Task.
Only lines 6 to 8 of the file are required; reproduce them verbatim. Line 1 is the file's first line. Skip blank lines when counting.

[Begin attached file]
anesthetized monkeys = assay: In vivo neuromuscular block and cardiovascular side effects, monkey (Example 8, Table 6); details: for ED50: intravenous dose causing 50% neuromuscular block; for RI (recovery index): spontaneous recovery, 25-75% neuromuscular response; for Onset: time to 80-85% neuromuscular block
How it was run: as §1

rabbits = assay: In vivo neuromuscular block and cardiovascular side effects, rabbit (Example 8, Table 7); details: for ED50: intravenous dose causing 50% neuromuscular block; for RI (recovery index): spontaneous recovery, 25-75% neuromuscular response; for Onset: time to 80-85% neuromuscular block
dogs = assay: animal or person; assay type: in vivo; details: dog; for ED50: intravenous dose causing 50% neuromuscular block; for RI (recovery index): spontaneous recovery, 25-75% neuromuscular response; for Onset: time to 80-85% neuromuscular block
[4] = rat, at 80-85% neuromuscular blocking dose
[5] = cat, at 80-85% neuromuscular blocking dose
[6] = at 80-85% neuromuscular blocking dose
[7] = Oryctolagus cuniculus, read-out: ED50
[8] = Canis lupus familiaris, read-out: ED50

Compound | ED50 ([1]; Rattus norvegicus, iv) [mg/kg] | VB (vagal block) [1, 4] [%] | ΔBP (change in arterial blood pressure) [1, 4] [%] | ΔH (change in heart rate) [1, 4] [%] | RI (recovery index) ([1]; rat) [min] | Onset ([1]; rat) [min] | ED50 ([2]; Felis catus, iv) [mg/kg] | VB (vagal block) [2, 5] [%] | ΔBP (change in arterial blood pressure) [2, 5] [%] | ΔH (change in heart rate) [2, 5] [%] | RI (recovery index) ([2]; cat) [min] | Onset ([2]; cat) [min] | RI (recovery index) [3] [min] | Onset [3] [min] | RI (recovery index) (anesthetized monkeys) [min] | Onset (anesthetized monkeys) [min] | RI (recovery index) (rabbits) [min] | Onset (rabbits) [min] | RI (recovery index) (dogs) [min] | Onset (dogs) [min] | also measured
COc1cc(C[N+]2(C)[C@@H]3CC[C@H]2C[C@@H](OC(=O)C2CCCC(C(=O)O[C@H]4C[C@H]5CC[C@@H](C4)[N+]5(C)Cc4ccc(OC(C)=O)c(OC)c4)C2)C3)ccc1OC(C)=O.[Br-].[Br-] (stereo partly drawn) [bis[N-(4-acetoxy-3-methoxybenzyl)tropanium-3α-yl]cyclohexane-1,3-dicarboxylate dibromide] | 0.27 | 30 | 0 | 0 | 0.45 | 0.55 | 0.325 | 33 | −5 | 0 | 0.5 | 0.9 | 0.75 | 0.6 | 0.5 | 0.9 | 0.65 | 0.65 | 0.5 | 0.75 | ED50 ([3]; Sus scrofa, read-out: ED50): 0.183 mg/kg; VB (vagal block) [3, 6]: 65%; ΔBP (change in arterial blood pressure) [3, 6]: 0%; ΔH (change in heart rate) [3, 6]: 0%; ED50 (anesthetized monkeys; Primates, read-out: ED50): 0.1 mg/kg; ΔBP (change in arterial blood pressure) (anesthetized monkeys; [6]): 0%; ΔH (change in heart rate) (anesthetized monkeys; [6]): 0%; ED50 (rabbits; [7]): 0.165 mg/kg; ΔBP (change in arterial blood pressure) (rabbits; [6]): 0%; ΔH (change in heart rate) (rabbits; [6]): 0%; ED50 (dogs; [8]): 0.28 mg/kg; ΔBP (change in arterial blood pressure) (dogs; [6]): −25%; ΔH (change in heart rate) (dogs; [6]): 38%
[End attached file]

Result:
[5] = cat, at 80-85% neuromuscular blocking dose
[6] = at 80-85% neuromuscular blocking dose
[7] = Oryctolagus cuniculus, read-out: ED50